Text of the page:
Microbes are in the soil, in the water, in the air. And according to The Human Microbiome Project (HMP), the human body consists almost entirely of bacteria, made up of trillions of cells. Even though invisible to the eyes, microbes as bacteria, fungi, and viruses are part of human skin microflora, covering both the inside and the outer surface of the body. With the advent of scientific research into the microbiome, we have become aware of walking ecosystems made of microbes: our microflora has a symbiotic relationship with the interface between our body and the environment.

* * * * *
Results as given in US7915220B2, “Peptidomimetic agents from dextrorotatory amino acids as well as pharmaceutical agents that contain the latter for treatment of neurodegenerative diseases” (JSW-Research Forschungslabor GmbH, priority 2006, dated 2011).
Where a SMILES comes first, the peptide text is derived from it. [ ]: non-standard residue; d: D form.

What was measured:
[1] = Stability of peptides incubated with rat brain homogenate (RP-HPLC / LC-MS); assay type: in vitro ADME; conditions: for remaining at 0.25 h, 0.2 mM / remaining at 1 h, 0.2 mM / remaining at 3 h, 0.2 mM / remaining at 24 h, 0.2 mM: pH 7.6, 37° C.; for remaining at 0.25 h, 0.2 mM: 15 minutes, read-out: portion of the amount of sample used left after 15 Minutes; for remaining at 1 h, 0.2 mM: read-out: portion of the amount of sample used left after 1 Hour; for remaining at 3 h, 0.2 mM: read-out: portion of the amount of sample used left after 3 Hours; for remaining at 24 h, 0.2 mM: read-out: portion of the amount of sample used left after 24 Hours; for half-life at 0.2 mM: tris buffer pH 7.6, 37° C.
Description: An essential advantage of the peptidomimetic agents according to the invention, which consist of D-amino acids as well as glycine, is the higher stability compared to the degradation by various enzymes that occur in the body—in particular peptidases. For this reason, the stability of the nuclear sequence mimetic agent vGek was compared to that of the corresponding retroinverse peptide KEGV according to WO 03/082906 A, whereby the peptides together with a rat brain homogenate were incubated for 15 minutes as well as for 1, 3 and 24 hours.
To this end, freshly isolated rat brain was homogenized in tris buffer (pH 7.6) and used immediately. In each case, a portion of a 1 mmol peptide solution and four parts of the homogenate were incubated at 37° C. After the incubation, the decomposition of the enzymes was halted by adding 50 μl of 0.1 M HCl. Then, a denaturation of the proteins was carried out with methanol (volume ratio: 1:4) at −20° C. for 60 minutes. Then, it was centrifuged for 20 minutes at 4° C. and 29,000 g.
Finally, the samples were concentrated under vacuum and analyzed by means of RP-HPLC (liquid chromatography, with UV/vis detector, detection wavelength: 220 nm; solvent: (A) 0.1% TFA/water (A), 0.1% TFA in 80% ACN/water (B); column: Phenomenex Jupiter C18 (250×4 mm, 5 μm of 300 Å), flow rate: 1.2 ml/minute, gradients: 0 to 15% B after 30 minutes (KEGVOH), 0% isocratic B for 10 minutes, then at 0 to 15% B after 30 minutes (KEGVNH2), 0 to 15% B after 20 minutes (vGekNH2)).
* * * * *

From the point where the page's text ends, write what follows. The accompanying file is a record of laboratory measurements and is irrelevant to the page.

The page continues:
Thus interaction designer Giulia Tomasello asks how we feel about the idea that we consist almost entirely of bacteria. Questioning our notions of wellbeing to develop innovative tools in the intersection of medical and social sciences, she investigates the potential of biotechnology and living materials, proposing a biological and sustainable alternative for electronic textiles and more. These are enabled by her multidisciplinary collaborations and the symbiosis between her creative and scientific work. She has recently won the AEC STARTS Prize with her Future Flora kit - a bacteria harvesting pack which can prevent and treat yeast infections such as thrush with germs - bringing to the forefront issues that the medical community should consider in their production of pharmaceuticals for women.